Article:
Real Talk: The reason EA has tons of DRM in games is because you people PIRATE

#41meiyukiPosted 3/8/2013 12:47:08 PM
spraynardtatum posted...

Steam has some great policies that they could learn from.

How about this quote from Gabe Newell:

"Piracy is almost always a service problem and not a pricing problem. For example, if a pirate offers a product anywhere in the world, 24 x 7, purchasable from the convenience of your personal computer, and the legal provider says the product is region-locked, will come to your country 3 months after the U.S. release, and can only be purchased at a brick and mortar store, then the pirate's service is more valuable. Most DRM solutions diminish the value of the product by either directly restricting a customers use or by creating uncertainty."


That helps, true, but a lot of it is the value of the product. Look what had the biggest effect on reducing music piracy. Was it some sort of crazy drm they came up with? No, it was itunes. A large amount of piracy is because companies are charging more than the value of a product.
#42Alamyst_Posted 3/8/2013 12:47:32 PM
DRM has nothing to do with pirating games.

It has to do with giving games a short life time and forcing the next in the series quicker.

What happens when EA shuts down the server to the game that is only online: You can never play it again.
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psn Alamyst
#43McJephPosted 3/8/2013 12:47:49 PM
meiyuki posted...
spraynardtatum posted...

Steam has some great policies that they could learn from.

How about this quote from Gabe Newell:

"Piracy is almost always a service problem and not a pricing problem. For example, if a pirate offers a product anywhere in the world, 24 x 7, purchasable from the convenience of your personal computer, and the legal provider says the product is region-locked, will come to your country 3 months after the U.S. release, and can only be purchased at a brick and mortar store, then the pirate's service is more valuable. Most DRM solutions diminish the value of the product by either directly restricting a customers use or by creating uncertainty."


That helps, true, but a lot of it is the value of the product. Look what had the biggest effect on reducing music piracy. Was it some sort of crazy drm they came up with? No, it was itunes. A large amount of piracy is because companies are charging more than the value of a product.


...They reduced music piracy?

...When?
#44McJephPosted 3/8/2013 12:48:49 PM
Alamyst_ posted...
DRM has nothing to do with pirating games.

It has to do with giving games a short life time and forcing the next in the series quicker.

What happens when EA shuts down the server to the game that is only online: You can never play it again.


Also.. this.

By "buying" the game you are essentially buying a service with an expiration date and not effectively playing a game you can play whenever you want - like other games.
#45clowningPosted 3/8/2013 12:49:28 PM
Theft and piracy of all kinds has always existed. It is normal and expected for owners of property to take reasonable measures to protect said property. However, such measures can go beyond the pale, becoming unreasonable and causing more harm than benefit. This is the case with various DRM schemes such as EA's scheme with this game.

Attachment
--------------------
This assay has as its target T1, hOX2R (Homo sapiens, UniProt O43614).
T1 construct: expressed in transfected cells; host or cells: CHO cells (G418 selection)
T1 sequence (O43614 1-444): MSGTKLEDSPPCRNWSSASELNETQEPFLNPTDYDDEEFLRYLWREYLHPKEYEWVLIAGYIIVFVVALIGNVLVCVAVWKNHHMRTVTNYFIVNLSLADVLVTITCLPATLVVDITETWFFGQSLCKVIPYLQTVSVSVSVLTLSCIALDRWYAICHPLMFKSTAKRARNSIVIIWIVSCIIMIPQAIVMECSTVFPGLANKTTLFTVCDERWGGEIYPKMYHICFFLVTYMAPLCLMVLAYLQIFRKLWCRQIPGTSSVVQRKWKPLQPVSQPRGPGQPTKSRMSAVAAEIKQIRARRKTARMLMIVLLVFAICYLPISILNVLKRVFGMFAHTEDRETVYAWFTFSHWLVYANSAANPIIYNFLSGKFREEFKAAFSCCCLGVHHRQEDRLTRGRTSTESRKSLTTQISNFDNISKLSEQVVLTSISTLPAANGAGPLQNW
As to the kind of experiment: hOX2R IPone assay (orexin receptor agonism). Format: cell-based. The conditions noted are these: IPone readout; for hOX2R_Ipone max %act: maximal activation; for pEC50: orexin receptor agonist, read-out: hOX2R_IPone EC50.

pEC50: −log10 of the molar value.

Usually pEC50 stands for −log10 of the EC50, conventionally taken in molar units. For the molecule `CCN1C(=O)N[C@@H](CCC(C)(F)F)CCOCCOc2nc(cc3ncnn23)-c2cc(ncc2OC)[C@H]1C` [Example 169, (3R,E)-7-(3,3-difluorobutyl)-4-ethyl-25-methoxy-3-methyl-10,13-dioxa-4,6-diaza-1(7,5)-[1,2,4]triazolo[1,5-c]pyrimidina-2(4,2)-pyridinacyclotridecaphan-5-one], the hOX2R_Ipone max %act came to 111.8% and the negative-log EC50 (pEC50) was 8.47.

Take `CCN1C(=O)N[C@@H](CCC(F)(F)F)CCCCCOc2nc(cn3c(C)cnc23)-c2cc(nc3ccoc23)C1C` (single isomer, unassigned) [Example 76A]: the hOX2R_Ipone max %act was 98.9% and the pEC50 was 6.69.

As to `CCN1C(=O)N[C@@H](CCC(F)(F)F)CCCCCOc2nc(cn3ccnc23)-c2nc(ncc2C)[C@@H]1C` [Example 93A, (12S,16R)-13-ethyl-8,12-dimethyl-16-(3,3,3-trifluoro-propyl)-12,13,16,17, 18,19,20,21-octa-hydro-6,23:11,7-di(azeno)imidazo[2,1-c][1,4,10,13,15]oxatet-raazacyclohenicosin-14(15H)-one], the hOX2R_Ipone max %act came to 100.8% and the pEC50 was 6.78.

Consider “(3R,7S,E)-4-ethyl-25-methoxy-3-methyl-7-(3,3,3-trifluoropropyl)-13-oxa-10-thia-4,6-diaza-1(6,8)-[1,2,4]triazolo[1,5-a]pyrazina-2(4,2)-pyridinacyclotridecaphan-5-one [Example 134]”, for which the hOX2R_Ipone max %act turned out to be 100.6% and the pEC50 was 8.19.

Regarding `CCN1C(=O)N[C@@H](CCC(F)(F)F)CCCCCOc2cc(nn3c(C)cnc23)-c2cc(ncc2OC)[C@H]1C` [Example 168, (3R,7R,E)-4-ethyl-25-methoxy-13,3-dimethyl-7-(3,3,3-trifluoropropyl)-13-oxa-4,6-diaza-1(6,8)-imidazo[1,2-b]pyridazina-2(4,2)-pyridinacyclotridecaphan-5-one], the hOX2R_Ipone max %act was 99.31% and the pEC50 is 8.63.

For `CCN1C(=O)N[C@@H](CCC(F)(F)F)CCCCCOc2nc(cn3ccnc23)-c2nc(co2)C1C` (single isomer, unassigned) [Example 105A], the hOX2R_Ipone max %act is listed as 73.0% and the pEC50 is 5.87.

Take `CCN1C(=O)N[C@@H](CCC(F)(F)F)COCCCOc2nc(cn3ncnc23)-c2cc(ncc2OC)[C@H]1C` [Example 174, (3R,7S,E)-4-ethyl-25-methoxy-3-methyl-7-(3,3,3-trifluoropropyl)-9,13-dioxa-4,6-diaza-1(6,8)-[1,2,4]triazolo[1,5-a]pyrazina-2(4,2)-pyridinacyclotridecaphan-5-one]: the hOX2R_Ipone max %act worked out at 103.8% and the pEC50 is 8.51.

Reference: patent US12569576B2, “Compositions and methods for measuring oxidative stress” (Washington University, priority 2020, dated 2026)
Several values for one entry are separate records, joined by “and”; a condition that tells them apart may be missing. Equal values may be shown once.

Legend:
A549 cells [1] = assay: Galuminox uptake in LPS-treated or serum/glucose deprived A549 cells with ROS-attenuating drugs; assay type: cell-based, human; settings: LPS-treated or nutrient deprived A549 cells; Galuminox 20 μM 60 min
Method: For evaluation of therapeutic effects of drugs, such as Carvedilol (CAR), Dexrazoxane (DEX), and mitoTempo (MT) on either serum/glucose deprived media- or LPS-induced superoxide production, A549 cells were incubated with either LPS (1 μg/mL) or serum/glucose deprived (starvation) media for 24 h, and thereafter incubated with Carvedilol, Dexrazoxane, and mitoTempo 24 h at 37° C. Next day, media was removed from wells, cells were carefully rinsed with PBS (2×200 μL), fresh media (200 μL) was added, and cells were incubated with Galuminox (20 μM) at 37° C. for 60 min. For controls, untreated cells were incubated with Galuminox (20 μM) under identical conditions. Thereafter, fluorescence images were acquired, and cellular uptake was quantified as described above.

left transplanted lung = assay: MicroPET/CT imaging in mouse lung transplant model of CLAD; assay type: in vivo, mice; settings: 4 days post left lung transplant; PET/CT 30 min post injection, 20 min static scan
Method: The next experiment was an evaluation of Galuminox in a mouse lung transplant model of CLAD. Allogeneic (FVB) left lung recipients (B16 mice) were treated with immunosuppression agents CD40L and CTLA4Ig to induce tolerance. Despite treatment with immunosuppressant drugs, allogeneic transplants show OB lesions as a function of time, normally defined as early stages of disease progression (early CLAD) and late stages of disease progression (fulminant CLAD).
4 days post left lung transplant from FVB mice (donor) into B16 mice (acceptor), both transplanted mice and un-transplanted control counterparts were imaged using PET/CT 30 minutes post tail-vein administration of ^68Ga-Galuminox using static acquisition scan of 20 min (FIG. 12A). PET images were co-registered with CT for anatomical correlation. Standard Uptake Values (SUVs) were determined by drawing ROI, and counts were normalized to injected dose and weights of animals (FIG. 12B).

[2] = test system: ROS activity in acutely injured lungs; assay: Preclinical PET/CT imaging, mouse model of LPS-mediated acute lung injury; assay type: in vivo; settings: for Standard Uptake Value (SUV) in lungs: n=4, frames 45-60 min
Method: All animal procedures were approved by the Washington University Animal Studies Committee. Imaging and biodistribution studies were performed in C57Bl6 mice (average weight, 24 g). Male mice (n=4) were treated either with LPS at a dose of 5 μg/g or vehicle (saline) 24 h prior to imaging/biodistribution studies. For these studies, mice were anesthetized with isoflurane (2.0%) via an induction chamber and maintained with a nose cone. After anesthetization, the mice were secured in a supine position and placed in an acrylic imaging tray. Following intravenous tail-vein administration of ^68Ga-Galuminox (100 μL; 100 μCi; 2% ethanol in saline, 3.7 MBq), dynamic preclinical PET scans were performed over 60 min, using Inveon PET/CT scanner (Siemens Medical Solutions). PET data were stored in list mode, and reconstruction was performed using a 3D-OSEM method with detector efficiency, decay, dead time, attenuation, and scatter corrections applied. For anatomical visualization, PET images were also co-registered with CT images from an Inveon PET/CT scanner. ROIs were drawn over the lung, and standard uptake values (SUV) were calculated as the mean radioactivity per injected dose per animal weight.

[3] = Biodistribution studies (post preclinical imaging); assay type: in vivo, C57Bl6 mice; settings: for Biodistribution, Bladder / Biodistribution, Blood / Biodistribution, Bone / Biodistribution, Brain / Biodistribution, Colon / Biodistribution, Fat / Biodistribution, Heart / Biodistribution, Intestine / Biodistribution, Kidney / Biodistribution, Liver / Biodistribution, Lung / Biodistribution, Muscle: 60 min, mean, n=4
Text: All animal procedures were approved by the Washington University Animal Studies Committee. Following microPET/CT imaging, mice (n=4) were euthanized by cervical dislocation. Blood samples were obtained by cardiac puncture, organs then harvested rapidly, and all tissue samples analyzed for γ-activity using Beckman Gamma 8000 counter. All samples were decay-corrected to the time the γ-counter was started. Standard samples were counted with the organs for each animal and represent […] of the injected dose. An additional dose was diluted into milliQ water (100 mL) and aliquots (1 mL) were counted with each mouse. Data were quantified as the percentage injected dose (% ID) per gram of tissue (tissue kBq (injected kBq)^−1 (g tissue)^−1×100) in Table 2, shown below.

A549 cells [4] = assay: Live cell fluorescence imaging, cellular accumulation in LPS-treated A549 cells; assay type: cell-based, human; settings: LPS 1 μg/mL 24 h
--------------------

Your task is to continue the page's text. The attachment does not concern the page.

When DRM becomes a liability, it is irrational to pursue it further. There is a balance between security and convenience for the customer. EA has broken that balance be become overly fearful of piracy.

Does piracy cause DRM? I suppose, just like we have locks on our doors. But at the same time, draconian DRM creates more pirates.
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It is a capital mistake to theorize before one has data. ...one begins to twist facts to suit theories.... Sir Arthur Conan Doyle
#46GreenEarthPFCPosted 3/8/2013 12:49:42 PM
The real reason why I give Steam so much of my money (at least one hundred dollars a year), is because of those damnable Steam sales. They make my frugal tail end a lot less frugal...
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Ponies.
Ponies Everywhere.
#47Mr_SociopathPosted 3/8/2013 12:49:56 PM
Wait

Why would someone who was gonna pirate this game hang around a bunch of people who are waiting for servers to work, and thus obviously not pirates? Who is TC even talking to?
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#48GreenEarthPFCPosted 3/8/2013 12:51:54 PM
Mr_Sociopath posted...
Wait

Why would someone who was gonna pirate this game hang around a bunch of people who are waiting for servers to work, and thus obviously not pirates? Who is TC even talking to?


I don't even own the game (I did own Simcity 3000, though). I just like the discussions and I try to bring some calm to the storm of people who are absolutely furious at what is going on.

We don't have to be so mad.
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Ponies.
Ponies Everywhere.
#49IVPaleRiderIVPosted 3/8/2013 12:53:17 PM
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#50GaraiPosted 3/8/2013 1:06:18 PM
http://arstechnica.com/tech-policy/2010/05/file-sharers-are-content-industrys-largest-customers/

Piracy is a convenient scapegoat.

As for the rest of your post, if I buy a game I can do whatever I want with it as long as it doesn't have any impact on other people.
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"The problem with MMOs is that they are full of people."
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